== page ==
Japan is regularly criticized for the malapportionment of its election districts. In contrast, the United States has problems with gerrymandered election districts, even though district boundaries are crafted with meticulous attention paid to population equality among its districts. Japanese redistricting practices prevent gerrymandering of district boundaries, but at a cost of tolerating higher levels of malapportionment than would be allowed in the United States. I analyze the effects of Japan's redistricting rules and find that they have effectively prevented any malapportionment or gerrymandering that benefits a specific political party. I also show that in terms of actual votes cast, the Japanese system produces greater equality between districts than the results obtained in the United States, suggesting that US redistricting practices could be improved by modeling them after the Japanese example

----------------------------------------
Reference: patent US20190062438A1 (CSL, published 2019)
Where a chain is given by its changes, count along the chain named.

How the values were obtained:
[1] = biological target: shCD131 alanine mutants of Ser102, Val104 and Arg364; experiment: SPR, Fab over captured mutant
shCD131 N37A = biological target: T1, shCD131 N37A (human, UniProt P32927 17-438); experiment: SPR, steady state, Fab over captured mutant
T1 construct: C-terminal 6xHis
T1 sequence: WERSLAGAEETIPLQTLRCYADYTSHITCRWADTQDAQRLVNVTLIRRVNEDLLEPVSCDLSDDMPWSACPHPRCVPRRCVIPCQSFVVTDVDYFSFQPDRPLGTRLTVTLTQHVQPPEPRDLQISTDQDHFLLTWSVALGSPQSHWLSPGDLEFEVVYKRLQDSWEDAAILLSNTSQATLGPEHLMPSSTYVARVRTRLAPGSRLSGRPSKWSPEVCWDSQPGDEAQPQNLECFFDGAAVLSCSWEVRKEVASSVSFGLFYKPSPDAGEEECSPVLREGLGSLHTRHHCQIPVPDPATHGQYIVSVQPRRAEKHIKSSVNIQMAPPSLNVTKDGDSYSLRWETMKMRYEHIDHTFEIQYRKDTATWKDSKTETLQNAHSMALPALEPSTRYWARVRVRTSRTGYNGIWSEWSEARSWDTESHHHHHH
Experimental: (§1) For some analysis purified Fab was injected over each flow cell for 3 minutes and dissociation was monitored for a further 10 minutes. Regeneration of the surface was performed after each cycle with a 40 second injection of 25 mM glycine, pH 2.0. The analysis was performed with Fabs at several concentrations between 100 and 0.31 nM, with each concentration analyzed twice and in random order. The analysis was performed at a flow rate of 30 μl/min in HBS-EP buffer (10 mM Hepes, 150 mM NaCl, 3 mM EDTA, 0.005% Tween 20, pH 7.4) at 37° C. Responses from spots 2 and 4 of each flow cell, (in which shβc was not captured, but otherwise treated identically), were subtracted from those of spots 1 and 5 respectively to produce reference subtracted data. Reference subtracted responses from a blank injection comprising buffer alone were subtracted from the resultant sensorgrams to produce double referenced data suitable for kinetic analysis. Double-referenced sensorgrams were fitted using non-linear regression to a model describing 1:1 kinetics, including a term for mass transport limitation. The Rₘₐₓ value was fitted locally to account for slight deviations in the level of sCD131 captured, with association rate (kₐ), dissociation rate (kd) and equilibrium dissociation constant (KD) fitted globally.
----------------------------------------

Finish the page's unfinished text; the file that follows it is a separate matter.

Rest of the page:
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DOI 10.1017/s1468109904001513
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